I spent all of last year drawing London-looking, exploring, finding new bits and revisiting, considering, reassessing and re-evaluating familiar places I thought I knew well. Wandering and drawing made me notice and think afresh about the city I’ve lived in for 60 years. Its vivid contrasts of past imperial splendours, and present decline and uncertainty; the disconnect between beautiful Whitehall with its seductive reminders of imperial and colonial power-nostalgia for which still seems to mesmerise our policymakers-and the city’s unseemly extremes of spectacular wealth and unemployment and poverty. Yet amid all these I enjoyed London’s visual and often stimulating muddle, its vivid ethnic mixes, the tolerance and courtesy of most people.
Some subjects I particularly enjoyed drawing: the Main Stadium in the Olympic Park, the most extensive building site in East London, with the unresolved look of all such places; John Nash’s Park Crescent, an elegantly anglicised adaptation of a Palladian idiom, here bent round into two simple quadrants; St Paul’s, Wren’s confident and splendid baroque masterpiece, glorifying God and the power of the City alike, with the idealistic but untidy protesters’ tents at its feet; and the Thames, London’s most timeless asset, seen from Penguin’s offices in the Strand, the city’s skies and distant skyscrapers beyond the teeming river traffic.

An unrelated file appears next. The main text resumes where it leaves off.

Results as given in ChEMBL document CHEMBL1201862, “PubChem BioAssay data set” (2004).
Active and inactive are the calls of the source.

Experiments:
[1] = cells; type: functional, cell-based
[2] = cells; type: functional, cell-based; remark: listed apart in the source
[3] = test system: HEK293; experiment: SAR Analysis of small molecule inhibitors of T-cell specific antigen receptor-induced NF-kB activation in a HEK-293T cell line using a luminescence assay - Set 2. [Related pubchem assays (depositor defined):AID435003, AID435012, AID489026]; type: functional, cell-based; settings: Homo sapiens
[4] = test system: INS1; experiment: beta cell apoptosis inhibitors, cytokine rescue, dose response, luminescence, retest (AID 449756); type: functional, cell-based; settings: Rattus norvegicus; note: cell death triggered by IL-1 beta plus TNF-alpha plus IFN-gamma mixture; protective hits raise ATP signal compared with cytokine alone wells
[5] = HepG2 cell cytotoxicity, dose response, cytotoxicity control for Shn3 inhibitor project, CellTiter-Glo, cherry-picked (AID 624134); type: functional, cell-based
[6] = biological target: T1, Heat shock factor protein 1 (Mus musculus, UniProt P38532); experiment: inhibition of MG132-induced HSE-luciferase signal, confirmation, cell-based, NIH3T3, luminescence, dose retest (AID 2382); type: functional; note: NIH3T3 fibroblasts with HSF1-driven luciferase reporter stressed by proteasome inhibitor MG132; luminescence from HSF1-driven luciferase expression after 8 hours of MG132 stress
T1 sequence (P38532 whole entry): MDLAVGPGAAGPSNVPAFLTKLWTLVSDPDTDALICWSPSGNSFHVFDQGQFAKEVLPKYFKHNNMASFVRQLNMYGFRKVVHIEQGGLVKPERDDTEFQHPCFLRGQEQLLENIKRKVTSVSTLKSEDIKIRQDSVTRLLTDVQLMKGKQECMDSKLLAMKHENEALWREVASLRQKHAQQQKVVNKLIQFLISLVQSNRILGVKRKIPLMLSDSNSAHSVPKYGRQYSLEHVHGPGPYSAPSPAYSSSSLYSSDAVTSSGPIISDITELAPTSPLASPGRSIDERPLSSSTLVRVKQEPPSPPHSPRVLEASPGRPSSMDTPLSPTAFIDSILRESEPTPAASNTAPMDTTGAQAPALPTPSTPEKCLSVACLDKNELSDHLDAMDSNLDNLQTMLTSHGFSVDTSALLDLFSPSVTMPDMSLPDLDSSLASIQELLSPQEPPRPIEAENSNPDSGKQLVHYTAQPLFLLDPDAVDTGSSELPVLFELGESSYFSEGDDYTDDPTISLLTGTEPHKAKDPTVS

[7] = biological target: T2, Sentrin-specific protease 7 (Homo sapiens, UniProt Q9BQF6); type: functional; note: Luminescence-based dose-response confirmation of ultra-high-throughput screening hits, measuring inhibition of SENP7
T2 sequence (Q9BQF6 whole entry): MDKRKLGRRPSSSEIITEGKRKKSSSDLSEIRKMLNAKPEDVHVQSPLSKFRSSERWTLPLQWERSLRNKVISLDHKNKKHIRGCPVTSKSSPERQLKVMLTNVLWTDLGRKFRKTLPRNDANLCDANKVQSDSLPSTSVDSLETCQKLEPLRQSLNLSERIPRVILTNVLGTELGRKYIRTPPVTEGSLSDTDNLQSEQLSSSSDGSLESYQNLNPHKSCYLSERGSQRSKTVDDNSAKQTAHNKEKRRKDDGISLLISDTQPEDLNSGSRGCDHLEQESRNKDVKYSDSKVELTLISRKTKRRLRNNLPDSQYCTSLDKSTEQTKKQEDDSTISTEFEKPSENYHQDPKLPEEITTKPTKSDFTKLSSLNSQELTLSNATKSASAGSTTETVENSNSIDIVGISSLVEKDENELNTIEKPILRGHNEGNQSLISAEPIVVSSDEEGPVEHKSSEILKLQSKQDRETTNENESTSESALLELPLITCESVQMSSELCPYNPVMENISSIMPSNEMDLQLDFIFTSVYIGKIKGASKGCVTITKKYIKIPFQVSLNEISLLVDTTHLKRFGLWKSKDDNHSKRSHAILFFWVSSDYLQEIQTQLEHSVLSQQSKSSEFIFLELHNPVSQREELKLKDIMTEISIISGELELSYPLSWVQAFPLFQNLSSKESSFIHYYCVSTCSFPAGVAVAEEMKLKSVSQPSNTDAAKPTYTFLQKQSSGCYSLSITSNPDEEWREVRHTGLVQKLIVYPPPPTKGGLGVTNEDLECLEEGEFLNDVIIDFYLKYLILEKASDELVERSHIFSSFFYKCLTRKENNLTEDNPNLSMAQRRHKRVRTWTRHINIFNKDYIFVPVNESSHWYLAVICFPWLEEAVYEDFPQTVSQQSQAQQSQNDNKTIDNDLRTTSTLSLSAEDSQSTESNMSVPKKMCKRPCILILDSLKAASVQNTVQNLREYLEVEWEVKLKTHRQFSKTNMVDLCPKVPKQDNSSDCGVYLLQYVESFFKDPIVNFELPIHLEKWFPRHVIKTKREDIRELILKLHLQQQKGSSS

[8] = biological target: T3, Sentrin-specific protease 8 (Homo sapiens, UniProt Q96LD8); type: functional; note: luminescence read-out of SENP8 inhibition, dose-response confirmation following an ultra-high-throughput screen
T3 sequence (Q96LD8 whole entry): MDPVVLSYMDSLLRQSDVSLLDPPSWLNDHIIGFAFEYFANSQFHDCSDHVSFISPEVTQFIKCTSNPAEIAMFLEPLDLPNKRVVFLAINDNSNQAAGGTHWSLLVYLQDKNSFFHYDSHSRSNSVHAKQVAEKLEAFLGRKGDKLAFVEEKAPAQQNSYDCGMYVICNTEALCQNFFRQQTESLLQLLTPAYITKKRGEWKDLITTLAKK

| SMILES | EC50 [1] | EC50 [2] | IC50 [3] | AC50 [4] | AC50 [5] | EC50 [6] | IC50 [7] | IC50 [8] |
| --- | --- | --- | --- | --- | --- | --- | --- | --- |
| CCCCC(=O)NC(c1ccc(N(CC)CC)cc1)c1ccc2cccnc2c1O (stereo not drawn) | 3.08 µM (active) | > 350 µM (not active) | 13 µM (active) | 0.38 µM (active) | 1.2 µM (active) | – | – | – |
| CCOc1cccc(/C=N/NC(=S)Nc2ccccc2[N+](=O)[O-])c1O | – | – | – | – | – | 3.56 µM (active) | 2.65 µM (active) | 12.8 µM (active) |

Looking at all these, and drawing and thinking about them, was an intense and concentrated experience.
“London, You’re Beautiful: An Artist’s Year” by David Gentleman is published by Penguin, £20